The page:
How Whites Have Adjusted to Democracy in South Africa 

Guest post written by Roger Southall, author of Whites and Democracy in South Africa.

Apartheid symbolized the determination of a white minority to hang on to power in defiance of the wishes of a black majority. By the early 1980s, there were widespread predictions that South Africa would become engulfed in an ugly and violent racial war. However, in May 1994, four years of negotiations between the NP government and the African National Congress (ANC) ended with South Africa’s transition to democracy, with Nelson Mandela becoming the country’s first black president.  

Part One of Whites and Democracy, principally concerned with how and why the transition to democracy came about, offers a focus on how whites responded to the Truth and Reconciliation Commission (TRC), South Africa’s institutional device for dealing with ‘the legacy of the past’. As evidenced by a vast literature on the Commission, apartheid-era politicians and securocrats largely evaded pressures to account to the TRC for crimes against humanity, and their reluctance to comply was matched by a wider reluctance of ‘ordinary’ whites to accept either individual or collective responsibility for past racial oppression. However, my treatment warns against glib condemnation of whites, for reckonings of the past in divided societies are rarely accomplished easily or swiftly. By drawing on discussions in focus groups which I conducted among whites around South Africa in 2019, I demonstrate how a decade after its work was completed, whites now look on the profound issues of political and moral responsibility the TRC sought to address in a wide variety of ways. While there is no unambiguous ‘white view’ of the past, most whites are today quite prepared to admit the moral wrongness of apartheid. Nonetheless, it remains easy for most to deflect the blame for apartheid’s oppressions on the political and security elite, even while many worry about whites’ quotidian complicity in apartheid. 

Part Two probes how whites – many of whom were hostile to change – have adjusted to democracy. Many were fearful that the arrival of a black majority government would result in a dramatic reduction in their personal security, standards of living, and long-term prospects of happiness and well-being. However, as I demonstrate in an early chapter, the transitional constitution addressed their major worries. Apart from endorsing their political rights as individuals, it assuaged their major concerns about property rights, schooling, and language, and offered no immediate threat to their domination of the economy, even though it was clear they were going to have to confront black demands for racial redress.  While it was clear that institutionalized white privilege was destined to come to an end, whites’ material interests were not brought under significant threat. While this disposed them to accept democracy, it did not necessarily make them enthusiastic about it.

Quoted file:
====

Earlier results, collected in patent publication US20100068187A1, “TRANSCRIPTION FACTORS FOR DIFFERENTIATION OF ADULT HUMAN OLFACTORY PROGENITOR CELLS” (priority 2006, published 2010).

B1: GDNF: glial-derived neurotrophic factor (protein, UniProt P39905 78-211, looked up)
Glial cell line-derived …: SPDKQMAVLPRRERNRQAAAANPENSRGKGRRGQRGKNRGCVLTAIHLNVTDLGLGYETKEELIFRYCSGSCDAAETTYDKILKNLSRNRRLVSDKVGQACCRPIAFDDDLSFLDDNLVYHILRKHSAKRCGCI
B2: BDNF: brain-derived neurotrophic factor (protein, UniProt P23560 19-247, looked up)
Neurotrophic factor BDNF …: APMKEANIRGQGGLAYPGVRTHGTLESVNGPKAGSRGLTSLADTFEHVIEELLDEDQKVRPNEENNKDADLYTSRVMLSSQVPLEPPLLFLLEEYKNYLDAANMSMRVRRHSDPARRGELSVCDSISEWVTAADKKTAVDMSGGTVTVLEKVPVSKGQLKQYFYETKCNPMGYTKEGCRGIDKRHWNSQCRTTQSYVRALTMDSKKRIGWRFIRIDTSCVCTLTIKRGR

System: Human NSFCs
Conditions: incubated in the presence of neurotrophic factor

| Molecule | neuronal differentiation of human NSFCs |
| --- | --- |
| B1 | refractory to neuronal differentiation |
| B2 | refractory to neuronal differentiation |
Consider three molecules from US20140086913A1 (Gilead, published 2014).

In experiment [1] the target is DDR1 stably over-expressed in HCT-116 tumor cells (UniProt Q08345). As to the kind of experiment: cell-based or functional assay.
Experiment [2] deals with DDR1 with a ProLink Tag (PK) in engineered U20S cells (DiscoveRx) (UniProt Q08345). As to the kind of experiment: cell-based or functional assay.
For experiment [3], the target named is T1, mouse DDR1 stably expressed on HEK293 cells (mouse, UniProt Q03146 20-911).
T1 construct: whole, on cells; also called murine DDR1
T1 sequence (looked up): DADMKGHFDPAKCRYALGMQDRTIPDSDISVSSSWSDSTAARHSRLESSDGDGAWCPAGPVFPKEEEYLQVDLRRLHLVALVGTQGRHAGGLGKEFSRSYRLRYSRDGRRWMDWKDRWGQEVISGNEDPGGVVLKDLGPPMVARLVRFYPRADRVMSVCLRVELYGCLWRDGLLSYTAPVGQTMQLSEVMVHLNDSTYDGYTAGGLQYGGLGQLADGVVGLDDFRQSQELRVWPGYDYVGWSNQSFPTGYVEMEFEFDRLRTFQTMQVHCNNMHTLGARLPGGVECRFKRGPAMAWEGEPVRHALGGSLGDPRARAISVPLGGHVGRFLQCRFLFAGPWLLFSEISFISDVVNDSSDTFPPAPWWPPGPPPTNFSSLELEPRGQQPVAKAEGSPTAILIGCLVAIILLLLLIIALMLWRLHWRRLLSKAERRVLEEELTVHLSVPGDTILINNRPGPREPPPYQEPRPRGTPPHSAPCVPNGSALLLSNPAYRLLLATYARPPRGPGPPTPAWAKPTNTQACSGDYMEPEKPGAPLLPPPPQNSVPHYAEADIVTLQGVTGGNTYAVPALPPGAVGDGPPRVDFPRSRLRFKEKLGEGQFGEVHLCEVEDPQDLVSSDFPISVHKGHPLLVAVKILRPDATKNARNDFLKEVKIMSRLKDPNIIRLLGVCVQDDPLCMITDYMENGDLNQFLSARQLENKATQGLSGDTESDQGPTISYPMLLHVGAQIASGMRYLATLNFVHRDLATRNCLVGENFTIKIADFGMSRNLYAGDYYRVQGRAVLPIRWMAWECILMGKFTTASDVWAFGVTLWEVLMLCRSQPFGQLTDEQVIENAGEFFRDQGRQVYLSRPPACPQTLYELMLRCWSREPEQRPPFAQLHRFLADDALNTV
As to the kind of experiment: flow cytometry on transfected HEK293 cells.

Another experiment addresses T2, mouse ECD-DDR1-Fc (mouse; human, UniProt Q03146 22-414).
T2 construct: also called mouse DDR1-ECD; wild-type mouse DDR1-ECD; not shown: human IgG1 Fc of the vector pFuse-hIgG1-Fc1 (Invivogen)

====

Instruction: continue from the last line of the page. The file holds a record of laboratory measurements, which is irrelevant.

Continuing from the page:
As a collective, whites accepted democracy believing no better alternative was on offer. Today, however, most share a conviction that the fabric of democracy has deteriorated substantially since the presidency of the widely revered Mandela, and most ascribe responsibility for this to the ANC. As a result, many are tempted by a sense of victimhood, and feel themselves subject to ‘reverse racism’. Despite this, whites are largely committed to staying in South Africa rather than emigrating, although as my chapter on ‘Afrikaners after Apartheid’ demonstrates, there are varied ways of responding to democracy, from withdrawal into largely mono-racial ‘gated communities’ through to vigorous participation in political parties or civil society organizations which pursue minority interests. I argue further, from an array of electoral and other data, that although they largely remain conservative, whites engage in the ‘politics of representation’ in much the same way as black South Africans. Indeed, if anything, whites are somewhat keener voters than their fellow citizens. Against this, I characterize the broad thrust of their political engagements as largely defensive of their continuing de facto privilege. 

I recognized in launching into this project that it was unlikely to win me any friends. After all, history has not treated the track record of whites in Africa kindly, and they are rarely regarded as worthy of sympathy. However, whereas whites have now largely withdrawn from elsewhere on the continent, they remain a significant and powerful minority in South Africa. As such, they demand attention, not least because, as I conclude in my book, the good news is that South Africa’s whites recognize that there is no going back to apartheid. They may be ‘reluctant democrats’, but democrats they are, and they accept democracy as serving their best interest. In a world full of conflict and misery, that is a message worth sharing. 

Three decades on from 1994, there is still white in the South African rainbow, and that must be counted as an unexpected success. 


ROGER SOUTHALL is Emeritus Professor in Sociology, University of the Witwatersrand and Professorial Research Associate, Department of Politics and International Studies, SOAS. His books include Liberation Movements in Power: Party and State in Southern Africa (2013) and The New Black Middle Class in South Africa (2016).

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